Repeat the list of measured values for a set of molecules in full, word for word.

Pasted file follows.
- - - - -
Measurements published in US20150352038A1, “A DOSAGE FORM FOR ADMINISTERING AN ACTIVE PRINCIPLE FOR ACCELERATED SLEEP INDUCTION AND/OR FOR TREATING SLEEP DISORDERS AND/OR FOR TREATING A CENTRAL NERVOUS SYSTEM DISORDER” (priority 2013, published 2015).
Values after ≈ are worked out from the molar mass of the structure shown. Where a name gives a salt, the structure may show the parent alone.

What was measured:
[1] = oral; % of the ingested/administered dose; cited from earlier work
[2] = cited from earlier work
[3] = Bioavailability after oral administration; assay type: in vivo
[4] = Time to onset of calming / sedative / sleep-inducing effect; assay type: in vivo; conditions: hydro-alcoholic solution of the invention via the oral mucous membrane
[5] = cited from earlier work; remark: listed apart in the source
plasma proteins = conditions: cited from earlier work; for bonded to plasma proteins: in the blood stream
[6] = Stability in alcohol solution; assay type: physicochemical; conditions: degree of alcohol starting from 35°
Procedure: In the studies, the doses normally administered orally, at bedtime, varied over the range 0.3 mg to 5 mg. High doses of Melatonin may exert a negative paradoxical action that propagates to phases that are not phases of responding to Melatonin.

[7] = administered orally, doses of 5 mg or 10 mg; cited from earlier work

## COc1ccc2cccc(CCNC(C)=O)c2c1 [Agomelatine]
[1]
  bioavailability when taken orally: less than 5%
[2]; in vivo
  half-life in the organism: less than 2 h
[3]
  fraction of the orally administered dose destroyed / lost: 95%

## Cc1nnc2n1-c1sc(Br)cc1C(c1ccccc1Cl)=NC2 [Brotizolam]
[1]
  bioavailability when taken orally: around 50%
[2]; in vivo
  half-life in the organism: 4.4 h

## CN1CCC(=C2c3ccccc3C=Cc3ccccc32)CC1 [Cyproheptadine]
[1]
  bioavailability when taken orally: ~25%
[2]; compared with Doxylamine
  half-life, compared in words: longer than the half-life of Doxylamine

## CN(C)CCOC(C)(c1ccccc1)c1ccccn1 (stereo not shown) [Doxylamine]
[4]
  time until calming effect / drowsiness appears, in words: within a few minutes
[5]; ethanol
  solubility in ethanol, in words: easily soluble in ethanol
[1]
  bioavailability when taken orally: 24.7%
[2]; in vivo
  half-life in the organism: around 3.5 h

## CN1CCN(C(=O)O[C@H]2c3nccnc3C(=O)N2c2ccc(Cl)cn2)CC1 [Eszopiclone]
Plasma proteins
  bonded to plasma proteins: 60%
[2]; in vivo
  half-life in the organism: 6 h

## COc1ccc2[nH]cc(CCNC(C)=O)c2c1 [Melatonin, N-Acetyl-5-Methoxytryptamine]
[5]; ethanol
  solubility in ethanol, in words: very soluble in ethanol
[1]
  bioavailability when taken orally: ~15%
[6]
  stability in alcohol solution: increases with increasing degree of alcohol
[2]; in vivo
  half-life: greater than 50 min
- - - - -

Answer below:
Measurements published in US20150352038A1, “A DOSAGE FORM FOR ADMINISTERING AN ACTIVE PRINCIPLE FOR ACCELERATED SLEEP INDUCTION AND/OR FOR TREATING SLEEP DISORDERS AND/OR FOR TREATING A CENTRAL NERVOUS SYSTEM DISORDER” (priority 2013, published 2015).
Values after ≈ are worked out from the molar mass of the structure shown. Where a name gives a salt, the structure may show the parent alone.

What was measured:
[1] = oral; % of the ingested/administered dose; cited from earlier work
[2] = cited from earlier work
[3] = Bioavailability after oral administration; assay type: in vivo
[4] = Time to onset of calming / sedative / sleep-inducing effect; assay type: in vivo; conditions: hydro-alcoholic solution of the invention via the oral mucous membrane
[5] = cited from earlier work; remark: listed apart in the source
plasma proteins = conditions: cited from earlier work; for bonded to plasma proteins: in the blood stream
[6] = Stability in alcohol solution; assay type: physicochemical; conditions: degree of alcohol starting from 35°
Procedure: In the studies, the doses normally administered orally, at bedtime, varied over the range 0.3 mg to 5 mg. High doses of Melatonin may exert a negative paradoxical action that propagates to phases that are not phases of responding to Melatonin.

[7] = administered orally, doses of 5 mg or 10 mg; cited from earlier work

## COc1ccc2cccc(CCNC(C)=O)c2c1 [Agomelatine]
[1]
  bioavailability when taken orally: less than 5%
[2]; in vivo
  half-life in the organism: less than 2 h
[3]
  fraction of the orally administered dose destroyed / lost: 95%

## Cc1nnc2n1-c1sc(Br)cc1C(c1ccccc1Cl)=NC2 [Brotizolam]
[1]
  bioavailability when taken orally: around 50%
[2]; in vivo
  half-life in the organism: 4.4 h

## CN1CCC(=C2c3ccccc3C=Cc3ccccc32)CC1 [Cyproheptadine]
[1]
  bioavailability when taken orally: ~25%
[2]; compared with Doxylamine
  half-life, compared in words: longer than the half-life of Doxylamine

## CN(C)CCOC(C)(c1ccccc1)c1ccccn1 (stereo not shown) [Doxylamine]
[4]
  time until calming effect / drowsiness appears, in words: within a few minutes
[5]; ethanol
  solubility in ethanol, in words: easily soluble in ethanol
[1]
  bioavailability when taken orally: 24.7%
[2]; in vivo
  half-life in the organism: around 3.5 h

## CN1CCN(C(=O)O[C@H]2c3nccnc3C(=O)N2c2ccc(Cl)cn2)CC1 [Eszopiclone]
Plasma proteins
  bonded to plasma proteins: 60%
[2]; in vivo
  half-life in the organism: 6 h

## COc1ccc2[nH]cc(CCNC(C)=O)c2c1 [Melatonin, N-Acetyl-5-Methoxytryptamine]
[5]; ethanol
  solubility in ethanol, in words: very soluble in ethanol
[1]
  bioavailability when taken orally: ~15%
[6]
  stability in alcohol solution: increases with increasing degree of alcohol
[2]; in vivo
  half-life: greater than 50 min